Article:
7 Ways to Spot Unwanted Charges on Your Credit Card
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We talk a lot around here about monitoring your spending for your wallet’s sake—but it’s a security thing, too. Sometimes, errors happen by accident: the store clerk entered the wrong amount before swiping your card, for example. Other times, it’s flat out fraud by a thief who has gotten their hands on your credit card number. No matter how or why it happens, you-know-what does happen—so here are 7 ways you can spot the charge and report it right away before it becomes a bigger headache:
1. Be a hawk: While it’s wise to check your transactions periodically, it’s impractical to do it constantly and still lead a normal productive life. So set a schedule to check your statements. Say it’s at a certain time every week: send a calendar invite to yourself. Keep a close eye on your statements. Work with your partner. If you see anything out of the ordinary, call your credit card company right away.
2. Be proactive when traveling: Before you jump on a plane, call your credit card company to avoid any red flags. Calling in advance avoids the risk of cancellation as well.
3. Use tools: Use your bank’s app to monitor your statements on the go. There are also services like BillGuard or Second Look that literally gives you a “second look” at duplicate charges or mistakes by alerting you if something looks fishy.
4. Watch your subscriptions: It’s easy to sign up for a free trial and forget to cancel, ending up with recurring charges for subscription services. Make a note to yourself by marking it in your calendar when the free trial period for the app is up so that you aren’t hit with surprise charges when the real subscription kicks in. And I get it’s all “hello, Captain Obvious!” but read the fine print so you know exactly what you’re signing up for!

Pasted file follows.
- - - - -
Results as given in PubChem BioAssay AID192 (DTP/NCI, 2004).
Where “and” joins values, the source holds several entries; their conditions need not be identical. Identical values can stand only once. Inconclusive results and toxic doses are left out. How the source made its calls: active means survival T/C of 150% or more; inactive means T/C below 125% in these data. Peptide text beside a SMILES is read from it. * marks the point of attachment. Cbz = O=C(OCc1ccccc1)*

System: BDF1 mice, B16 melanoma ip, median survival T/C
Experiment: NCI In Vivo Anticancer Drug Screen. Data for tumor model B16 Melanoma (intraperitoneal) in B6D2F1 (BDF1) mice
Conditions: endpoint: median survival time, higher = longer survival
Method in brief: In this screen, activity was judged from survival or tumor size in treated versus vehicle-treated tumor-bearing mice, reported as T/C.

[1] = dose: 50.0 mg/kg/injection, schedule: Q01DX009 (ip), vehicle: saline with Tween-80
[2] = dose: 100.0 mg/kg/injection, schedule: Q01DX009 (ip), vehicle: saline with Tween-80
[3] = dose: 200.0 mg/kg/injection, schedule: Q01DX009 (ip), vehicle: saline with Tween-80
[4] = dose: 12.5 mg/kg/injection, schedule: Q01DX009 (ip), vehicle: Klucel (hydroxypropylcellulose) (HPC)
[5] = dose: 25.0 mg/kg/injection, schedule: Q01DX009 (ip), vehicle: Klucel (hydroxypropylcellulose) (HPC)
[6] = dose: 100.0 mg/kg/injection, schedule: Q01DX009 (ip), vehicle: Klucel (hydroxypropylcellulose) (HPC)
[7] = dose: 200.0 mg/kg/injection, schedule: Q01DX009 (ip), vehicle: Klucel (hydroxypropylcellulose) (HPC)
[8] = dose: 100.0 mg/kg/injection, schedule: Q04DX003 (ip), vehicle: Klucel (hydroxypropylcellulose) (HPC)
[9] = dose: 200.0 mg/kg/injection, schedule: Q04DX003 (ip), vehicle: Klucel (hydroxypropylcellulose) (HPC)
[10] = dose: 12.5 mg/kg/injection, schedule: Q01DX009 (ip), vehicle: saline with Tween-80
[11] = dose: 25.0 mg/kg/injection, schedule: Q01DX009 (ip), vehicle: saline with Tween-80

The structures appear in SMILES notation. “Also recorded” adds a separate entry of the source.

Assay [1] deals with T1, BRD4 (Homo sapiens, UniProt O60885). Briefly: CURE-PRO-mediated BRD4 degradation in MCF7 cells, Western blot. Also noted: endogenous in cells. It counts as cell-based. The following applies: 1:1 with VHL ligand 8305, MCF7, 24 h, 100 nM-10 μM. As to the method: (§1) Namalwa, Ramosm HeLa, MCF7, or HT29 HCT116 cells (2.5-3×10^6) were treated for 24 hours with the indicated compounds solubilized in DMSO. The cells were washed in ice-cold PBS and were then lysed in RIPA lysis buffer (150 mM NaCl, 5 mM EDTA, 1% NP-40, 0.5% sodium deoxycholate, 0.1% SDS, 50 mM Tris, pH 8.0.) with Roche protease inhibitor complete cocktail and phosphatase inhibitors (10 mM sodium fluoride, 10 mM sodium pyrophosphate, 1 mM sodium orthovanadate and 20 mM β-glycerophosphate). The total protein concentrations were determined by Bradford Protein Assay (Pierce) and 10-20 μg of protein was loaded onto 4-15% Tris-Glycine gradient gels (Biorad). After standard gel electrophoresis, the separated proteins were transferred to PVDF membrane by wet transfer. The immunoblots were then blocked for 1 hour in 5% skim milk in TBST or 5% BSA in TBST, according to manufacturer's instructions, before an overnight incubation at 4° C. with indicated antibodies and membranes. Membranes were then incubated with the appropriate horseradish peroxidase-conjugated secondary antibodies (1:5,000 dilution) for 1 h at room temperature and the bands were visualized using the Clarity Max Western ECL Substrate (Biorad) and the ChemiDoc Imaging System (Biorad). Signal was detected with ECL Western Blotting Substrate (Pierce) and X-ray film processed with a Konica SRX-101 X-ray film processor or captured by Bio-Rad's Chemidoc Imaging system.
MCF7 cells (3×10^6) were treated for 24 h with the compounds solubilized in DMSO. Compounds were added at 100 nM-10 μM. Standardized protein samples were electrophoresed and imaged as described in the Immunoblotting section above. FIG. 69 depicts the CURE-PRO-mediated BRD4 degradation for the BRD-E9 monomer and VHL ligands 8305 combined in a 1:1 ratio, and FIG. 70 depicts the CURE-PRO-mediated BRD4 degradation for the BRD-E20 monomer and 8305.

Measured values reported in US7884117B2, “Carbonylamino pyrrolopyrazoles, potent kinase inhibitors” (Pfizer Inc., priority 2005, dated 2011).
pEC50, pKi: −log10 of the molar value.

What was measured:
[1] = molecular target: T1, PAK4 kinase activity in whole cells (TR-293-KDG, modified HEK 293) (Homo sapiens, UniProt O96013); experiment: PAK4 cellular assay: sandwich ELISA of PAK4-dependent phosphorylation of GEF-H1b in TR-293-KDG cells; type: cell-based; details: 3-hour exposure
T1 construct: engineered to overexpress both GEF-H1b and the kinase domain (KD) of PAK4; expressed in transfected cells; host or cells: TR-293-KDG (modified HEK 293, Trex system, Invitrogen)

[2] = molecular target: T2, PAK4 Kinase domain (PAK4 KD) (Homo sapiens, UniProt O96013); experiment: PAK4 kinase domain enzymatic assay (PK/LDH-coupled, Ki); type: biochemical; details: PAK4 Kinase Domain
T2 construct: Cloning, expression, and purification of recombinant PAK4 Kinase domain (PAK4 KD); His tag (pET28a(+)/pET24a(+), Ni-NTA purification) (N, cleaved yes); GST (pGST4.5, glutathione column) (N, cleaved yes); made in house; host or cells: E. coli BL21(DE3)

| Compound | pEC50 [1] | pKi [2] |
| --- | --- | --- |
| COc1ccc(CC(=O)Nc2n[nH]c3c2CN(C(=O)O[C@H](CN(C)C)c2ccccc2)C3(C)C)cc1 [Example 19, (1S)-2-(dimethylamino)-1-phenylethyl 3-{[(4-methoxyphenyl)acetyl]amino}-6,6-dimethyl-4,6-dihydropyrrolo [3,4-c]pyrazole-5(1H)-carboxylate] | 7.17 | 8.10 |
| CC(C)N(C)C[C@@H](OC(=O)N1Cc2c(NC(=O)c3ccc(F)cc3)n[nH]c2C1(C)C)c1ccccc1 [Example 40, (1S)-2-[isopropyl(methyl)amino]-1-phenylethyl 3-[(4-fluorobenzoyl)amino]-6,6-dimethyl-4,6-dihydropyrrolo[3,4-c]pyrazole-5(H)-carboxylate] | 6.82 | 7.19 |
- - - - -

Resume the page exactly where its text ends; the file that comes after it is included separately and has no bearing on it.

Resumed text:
5. Don’t get duped: There are a lot of sketchy websites out there, so if something looks weird, check on it. The Better Business Bureau has easily accessible reports on almost half a million companies. Search the site you might be signing up for on there, or try Rip Off Report from the Complaints Board. Don’t get trapped as a member on a site that is untrustworthy and end up never getting anyone on the phone to dispute the charges.
6. Don’t be a debit devotee: Yes, there is a time and place for debit cards. But, credit cards offer much more consumer protection. If you’re shopping online or buying something you have doubts about, always use a credit card!
7. Watch your tips: It doesn’t happen often, but sometimes waiters and restaurants unwillingly (or, sadly, willingly) mess up the charge on your ticket. Watch your statements to make sure they have charged you the right amount including the tip you actually left. A few dollars off here and there can really add up.